Growing up, I can remember seeing Norma Rae and trying to understand what unions did for their members. I also remember hearing about the benefits of the collective voice and wondering how my self-employed father could get those benefits. I grew up knowing what the acronyms SAG and UAW meant and who the Teamsters were. I remember thinking of how great it must be to be part of a group that worked with the company to make sure that working conditions were kept up in order to maintain employee satisfaction and therefore profitability and productivity.
When did all that change? When did being a member of a Union change into something that needs to be kept hidden?
At the risk of being labeled a Marxist, its pretty easy to point a finger at Big Business/Republicans and say that the money hungry bourgeois have spread their propaganda against the tools available to the working class designed to bring a modicum of comfort and peace of mind. When you strip away the rhetoric, who really benefits from vilifying organized labor?
Organized Labor stems from the needs of the workers to unite in collective action to secure fair and equitable wages and working conditions. To achieve this, a balance of the decision making "power" in the workplace had to be forged. Through decades of negotiations and concessions, contracts and agreements were hammered out giving the workers leverage and a voice in the operations of the workplace.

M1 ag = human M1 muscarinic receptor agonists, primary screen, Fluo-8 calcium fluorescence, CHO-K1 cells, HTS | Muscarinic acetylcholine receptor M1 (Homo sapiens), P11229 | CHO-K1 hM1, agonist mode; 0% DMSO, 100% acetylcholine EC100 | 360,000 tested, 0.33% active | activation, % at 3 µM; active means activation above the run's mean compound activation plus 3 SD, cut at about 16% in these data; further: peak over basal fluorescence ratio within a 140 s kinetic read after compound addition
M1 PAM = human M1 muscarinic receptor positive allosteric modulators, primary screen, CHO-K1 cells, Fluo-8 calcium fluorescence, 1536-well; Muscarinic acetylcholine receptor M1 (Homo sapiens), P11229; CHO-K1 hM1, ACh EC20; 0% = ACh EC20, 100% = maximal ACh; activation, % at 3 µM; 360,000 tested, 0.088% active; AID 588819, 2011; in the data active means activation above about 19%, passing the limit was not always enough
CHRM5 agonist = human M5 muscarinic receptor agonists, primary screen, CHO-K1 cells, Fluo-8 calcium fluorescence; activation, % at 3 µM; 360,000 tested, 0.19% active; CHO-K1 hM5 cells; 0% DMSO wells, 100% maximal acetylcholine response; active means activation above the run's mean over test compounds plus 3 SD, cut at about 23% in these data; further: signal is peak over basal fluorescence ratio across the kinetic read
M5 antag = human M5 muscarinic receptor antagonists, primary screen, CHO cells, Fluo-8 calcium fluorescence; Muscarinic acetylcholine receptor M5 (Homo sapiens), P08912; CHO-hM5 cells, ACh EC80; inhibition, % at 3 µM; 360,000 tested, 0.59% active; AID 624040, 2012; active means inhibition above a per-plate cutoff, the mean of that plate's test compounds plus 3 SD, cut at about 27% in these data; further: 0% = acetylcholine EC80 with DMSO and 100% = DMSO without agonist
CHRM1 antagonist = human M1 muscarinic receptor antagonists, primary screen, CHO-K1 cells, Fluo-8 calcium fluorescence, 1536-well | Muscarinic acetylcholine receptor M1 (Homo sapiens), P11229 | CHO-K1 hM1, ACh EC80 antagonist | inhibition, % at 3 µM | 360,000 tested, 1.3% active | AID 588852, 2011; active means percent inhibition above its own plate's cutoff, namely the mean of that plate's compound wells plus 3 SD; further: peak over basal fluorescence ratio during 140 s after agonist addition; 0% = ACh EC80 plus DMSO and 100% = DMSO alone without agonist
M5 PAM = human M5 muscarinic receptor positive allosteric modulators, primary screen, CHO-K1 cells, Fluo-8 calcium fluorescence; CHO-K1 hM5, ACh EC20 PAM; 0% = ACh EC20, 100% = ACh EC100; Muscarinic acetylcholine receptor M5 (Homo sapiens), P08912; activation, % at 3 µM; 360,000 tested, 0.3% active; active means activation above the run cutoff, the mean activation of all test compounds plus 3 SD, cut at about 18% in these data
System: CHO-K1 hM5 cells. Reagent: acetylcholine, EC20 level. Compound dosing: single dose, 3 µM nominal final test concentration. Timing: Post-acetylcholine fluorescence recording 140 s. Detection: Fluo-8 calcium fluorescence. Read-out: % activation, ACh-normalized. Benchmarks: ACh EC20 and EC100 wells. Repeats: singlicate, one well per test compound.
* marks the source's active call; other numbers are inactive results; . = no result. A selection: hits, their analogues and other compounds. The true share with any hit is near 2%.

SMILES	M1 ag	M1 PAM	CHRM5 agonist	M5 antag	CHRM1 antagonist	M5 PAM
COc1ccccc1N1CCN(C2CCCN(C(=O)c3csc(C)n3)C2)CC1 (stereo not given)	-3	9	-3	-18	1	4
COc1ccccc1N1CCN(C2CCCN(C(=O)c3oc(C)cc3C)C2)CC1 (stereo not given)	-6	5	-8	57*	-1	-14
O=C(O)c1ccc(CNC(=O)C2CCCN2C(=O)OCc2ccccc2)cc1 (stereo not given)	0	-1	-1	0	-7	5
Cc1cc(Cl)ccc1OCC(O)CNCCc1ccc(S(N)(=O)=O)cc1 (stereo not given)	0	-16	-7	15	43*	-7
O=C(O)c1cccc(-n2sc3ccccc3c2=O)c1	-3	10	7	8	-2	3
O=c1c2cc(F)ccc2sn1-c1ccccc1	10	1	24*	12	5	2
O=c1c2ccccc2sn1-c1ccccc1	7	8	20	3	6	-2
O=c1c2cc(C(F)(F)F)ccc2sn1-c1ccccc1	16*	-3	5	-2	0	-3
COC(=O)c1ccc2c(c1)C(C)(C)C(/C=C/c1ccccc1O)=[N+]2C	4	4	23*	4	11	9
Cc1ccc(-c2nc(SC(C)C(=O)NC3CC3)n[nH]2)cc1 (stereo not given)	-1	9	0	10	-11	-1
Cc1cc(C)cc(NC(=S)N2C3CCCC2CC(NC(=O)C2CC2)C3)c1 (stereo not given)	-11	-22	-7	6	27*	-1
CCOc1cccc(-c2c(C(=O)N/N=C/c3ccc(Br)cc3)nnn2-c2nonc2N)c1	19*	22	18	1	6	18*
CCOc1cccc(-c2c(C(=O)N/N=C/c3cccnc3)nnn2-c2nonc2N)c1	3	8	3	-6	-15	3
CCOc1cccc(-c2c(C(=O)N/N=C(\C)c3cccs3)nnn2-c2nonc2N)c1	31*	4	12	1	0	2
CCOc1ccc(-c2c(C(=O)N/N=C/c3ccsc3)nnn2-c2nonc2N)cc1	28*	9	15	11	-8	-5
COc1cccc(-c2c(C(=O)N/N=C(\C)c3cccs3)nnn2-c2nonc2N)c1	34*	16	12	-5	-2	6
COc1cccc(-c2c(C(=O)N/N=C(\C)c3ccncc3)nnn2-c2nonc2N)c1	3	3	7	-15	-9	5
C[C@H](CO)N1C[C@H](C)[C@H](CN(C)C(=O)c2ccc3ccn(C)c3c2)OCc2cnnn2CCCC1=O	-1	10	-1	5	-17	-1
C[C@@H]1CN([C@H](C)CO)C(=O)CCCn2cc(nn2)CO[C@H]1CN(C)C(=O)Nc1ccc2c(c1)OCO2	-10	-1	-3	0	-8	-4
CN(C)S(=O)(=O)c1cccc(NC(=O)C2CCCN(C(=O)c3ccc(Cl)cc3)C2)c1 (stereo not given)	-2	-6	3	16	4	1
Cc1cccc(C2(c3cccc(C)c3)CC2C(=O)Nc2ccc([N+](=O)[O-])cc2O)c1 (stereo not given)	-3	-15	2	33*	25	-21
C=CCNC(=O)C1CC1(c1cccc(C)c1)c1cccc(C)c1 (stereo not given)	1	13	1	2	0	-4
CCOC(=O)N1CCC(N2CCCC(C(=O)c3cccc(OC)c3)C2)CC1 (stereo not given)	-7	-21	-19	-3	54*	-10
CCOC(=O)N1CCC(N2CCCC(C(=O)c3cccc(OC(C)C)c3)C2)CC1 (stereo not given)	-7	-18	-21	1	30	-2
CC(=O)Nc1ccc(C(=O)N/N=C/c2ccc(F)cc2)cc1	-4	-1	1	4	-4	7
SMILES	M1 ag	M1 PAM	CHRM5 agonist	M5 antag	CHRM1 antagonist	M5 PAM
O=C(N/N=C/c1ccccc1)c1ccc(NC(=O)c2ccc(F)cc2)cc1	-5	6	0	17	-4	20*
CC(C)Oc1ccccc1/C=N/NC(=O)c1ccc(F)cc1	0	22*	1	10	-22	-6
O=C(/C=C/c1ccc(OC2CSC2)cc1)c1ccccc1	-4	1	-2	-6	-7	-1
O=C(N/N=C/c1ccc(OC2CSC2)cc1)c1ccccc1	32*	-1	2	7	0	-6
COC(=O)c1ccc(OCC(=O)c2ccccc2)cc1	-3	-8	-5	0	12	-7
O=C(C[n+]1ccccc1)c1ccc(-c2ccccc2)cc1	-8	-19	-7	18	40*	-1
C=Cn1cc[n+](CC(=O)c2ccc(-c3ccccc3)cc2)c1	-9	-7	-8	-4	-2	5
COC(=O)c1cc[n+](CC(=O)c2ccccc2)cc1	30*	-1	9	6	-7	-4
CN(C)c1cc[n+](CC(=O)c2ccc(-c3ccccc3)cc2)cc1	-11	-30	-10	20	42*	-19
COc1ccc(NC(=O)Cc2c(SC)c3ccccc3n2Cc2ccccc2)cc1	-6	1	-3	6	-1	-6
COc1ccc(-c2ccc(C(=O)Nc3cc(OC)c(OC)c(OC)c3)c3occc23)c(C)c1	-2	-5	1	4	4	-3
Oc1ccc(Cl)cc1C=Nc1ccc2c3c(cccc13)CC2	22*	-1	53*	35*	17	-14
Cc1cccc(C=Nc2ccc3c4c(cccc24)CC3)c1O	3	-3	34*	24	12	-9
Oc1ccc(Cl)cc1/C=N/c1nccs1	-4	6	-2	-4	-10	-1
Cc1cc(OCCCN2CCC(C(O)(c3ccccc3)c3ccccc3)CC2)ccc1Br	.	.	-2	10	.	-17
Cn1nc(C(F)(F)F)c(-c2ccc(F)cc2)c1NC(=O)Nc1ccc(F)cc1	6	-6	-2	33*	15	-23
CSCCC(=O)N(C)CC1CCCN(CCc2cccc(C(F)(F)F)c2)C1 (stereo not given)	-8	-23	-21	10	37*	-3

Within the last 30 years, union membership in our United States has seen a significant drop. This link shows a more linear decline from 1948 to 2004 with a steep turn in the decade between 1974 and 1984. There are multitudes of theories bandied about that ascribe reasons for this shift. Market globalization, the crash of the auto industry and the increase in resistance on the part of corporate management being the most prominent.
There is still one unshakable fact that this Organizer can't get past. The reasons for labor organization haven't changed because the desire to make money hasn't changed. The entertainment industry will remain because people want to go to the movies and turn on their televisions to be amused; and are willing to pay for it. That money then gets distributed back to the people who sat in their seats to: write the story, draw the character, model the cast, paint the textures .. among the other tasks it takes to get the production done. These artists will consistently be the ones who will be asked to sacrifice in order for the companies/producers to get more for their buck.
And therein lies the struggle. So, no matter how many websites are built by mischievous organizations aimed at disseminating false and scandalous information about Labor Organizations, the need for worker protection against wage and workplace violations will still exist. Our vigilance and contractual protection, matched with a seamless cloak of health and pension benefits across the industry, remains the strongest option for the artist who just wants to exercise their skills and enjoy a long and prosperous life.